Letters from Green Island

Feb 4 08

Democracy begins at home....

Dear HRW, toronto@hrw.org hrwnyc@hrw.org hrwuk@hrw.org
Re West 'embraces sham democracies':

Normally you at HRW do quite useful work, but this is somewhat the opposite - you yourselves are actually doing what you accuse others of - '...HRW said established democracies such as the US and members of the European Union were increasingly tolerating autocrats 'claiming the mantle of democracy'..' -

- but it is my opinion (and I am not alone by a long shot) that over the last 30 or so years, this is pretty much what western 'democracies' such as the US, GB, Australia and Canada have become - plutocracies (ruled by behind-the-scenes autocrats) 'claiming the mantle of democracy'.

You say that '...too many governments .. acted as if simply holding a vote is enough to prove a nation 'democratic', and Washington, Brussels and European capitals played along...' - but I would submit that now and for many years past this is exactly what the modern western 'democracies' are doing themselves - holding elections and thus calling themselves 'democratic', but with none of the realities concerning citizen rights and powers one would expect to be part of a real and functioning democracy.

You note, correctly, that '...key human rights issues .... make democracy function - a free press, peaceful assembly, and a functioning civil society that can really challenge power....'

1. Peaceful assembly? - Need I send you pictures of the rather endless list of instances in your accepted 'democracies' of the reaction of their governments to peaceful assembly for the last 20 years or so? When a government meets peaceful protest expressing the views of many citizens, quite possibly a majority although many decline the chance to come for their share of the beating, with batons, pepper spray, beatings, and prison - are you really comfortable calling that 'democracy'? Esp when the end result of such protests does not result in any change to the protested policy? From London to many places in both Canada and the US, peaceful protest has been met with inflammatory action and violence on the part of the police.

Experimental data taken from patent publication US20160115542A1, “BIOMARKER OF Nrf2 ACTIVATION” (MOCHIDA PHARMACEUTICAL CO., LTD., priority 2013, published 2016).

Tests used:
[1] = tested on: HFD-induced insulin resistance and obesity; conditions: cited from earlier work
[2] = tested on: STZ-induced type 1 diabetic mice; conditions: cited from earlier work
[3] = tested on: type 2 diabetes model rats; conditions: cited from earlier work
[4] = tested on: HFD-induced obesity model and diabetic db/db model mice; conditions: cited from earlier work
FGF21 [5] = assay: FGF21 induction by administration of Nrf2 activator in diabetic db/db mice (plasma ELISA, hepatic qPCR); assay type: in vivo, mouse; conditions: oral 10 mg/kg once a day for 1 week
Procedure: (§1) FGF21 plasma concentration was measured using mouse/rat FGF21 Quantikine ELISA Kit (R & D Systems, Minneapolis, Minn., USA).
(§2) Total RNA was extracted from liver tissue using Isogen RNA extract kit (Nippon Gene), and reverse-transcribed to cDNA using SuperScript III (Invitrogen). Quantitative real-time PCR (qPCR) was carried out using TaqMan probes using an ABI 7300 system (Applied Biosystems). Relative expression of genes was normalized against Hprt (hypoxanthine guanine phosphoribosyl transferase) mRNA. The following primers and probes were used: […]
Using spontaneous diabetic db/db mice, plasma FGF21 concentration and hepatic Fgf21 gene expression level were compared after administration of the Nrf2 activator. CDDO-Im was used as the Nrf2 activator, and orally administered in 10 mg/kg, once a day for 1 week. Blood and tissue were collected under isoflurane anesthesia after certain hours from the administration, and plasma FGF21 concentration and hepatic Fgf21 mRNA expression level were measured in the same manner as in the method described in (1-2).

2. 'Free' press not meaningful anymore - You emphasise the importance of a 'free press', and historically that has been important, and still is of course - but I would like to suggest to you that in the modern era of widespread media concentration, we need to start considering (seriously) press responsibility - that is, to what extent does the press actually cover ALL aspects of the news that a normal citizen would need to be aware of to make intelligent decisions in a democracy, and to what extent is the press speaking with more or less one voice, and hiding various things from its citizens, and, again with one voice, spinning certain things in a way that is desirable for the ruling autocrats (who own the media these days) but very much not so good for democracy?

I cannot speak for other countries, as I am Canadian and primarily follow the Canadian press, but from what I gather from occasional readings, and the alternative media available, these things are true elsewhere.

For instance, in the Canadian consolidated media, there is almost universal boosterism for the Afghanistan invasion that Canada participated in (ostensibly under NATO auspices although few serious commentators bother pretending it is anything but a US-led mission), even though there were nothing more than sham 'debates' prior to the original invasion and the subsequent escalation with the 'new' Harper government - and a solid majority of Canadians are either opposed outright to this invasion, or unhappy with it. A decent press would have insisted on a fuller debate prior to the invasion, with fuller disclosure of relevant information, and carried a lot more commentary from people who questioned and continue to question it - but still today, 90+% of the coverage is simply boosterism of this very questionable activity of the autocrats running the Canadian government.